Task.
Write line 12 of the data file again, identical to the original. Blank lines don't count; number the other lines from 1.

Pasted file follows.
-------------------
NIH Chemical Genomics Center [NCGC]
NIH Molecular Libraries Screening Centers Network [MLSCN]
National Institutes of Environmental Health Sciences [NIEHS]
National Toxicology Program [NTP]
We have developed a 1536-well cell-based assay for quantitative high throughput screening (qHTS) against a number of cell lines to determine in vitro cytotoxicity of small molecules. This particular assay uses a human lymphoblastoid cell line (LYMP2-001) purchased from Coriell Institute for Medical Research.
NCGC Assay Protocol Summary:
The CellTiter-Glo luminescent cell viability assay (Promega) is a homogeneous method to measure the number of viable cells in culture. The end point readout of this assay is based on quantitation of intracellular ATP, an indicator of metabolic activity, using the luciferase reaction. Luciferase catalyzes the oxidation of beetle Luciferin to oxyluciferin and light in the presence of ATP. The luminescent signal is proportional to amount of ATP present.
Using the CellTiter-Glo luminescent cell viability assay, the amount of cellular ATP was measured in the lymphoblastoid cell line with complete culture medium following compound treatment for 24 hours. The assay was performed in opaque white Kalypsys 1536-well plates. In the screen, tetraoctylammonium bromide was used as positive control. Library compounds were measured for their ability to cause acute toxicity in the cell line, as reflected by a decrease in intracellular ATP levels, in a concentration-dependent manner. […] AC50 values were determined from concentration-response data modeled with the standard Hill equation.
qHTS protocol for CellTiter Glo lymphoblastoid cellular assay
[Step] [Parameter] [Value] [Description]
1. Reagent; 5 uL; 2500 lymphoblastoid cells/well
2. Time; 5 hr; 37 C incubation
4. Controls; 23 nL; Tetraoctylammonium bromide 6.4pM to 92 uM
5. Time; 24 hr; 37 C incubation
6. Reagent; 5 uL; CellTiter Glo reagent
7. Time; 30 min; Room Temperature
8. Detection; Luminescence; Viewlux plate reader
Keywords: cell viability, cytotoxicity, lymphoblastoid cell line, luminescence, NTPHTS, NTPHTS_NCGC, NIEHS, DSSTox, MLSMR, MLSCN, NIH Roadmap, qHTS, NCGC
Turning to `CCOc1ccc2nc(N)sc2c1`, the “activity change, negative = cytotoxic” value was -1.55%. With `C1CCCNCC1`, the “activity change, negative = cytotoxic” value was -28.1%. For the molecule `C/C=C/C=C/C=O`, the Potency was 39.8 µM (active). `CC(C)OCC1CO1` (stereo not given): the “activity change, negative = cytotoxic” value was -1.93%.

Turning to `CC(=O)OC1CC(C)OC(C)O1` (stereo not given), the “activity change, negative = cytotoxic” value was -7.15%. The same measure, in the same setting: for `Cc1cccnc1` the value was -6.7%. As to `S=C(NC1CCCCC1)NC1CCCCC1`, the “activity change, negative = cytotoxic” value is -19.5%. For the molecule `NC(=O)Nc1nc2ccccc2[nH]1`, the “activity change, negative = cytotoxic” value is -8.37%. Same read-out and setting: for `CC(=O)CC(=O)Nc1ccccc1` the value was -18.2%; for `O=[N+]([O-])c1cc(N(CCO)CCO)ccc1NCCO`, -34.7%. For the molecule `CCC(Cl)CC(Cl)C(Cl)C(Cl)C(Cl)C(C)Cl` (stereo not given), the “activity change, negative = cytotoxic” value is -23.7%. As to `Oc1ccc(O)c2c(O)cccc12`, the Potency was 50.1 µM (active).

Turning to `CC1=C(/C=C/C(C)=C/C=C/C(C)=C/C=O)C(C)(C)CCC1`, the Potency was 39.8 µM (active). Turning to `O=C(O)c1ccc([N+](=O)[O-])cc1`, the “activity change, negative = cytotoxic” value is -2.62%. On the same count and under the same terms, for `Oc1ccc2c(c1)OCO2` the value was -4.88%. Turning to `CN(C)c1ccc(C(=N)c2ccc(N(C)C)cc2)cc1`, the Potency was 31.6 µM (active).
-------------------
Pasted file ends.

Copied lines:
2. Time; 5 hr; 37 C incubation